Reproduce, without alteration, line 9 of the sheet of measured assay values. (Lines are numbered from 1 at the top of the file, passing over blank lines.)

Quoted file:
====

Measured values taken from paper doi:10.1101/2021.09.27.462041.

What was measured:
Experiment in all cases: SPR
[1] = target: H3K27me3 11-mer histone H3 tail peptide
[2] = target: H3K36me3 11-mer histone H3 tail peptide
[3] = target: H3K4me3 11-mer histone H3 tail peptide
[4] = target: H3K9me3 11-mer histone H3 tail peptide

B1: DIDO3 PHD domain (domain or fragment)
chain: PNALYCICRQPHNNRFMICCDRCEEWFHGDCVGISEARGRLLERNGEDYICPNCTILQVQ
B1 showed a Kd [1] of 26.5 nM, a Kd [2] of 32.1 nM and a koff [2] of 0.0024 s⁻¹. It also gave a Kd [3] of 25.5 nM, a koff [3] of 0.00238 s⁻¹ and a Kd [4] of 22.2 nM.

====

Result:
chain: PNALYCICRQPHNNRFMICCDRCEEWFHGDCVGISEARGRLLERNGEDYICPNCTILQVQ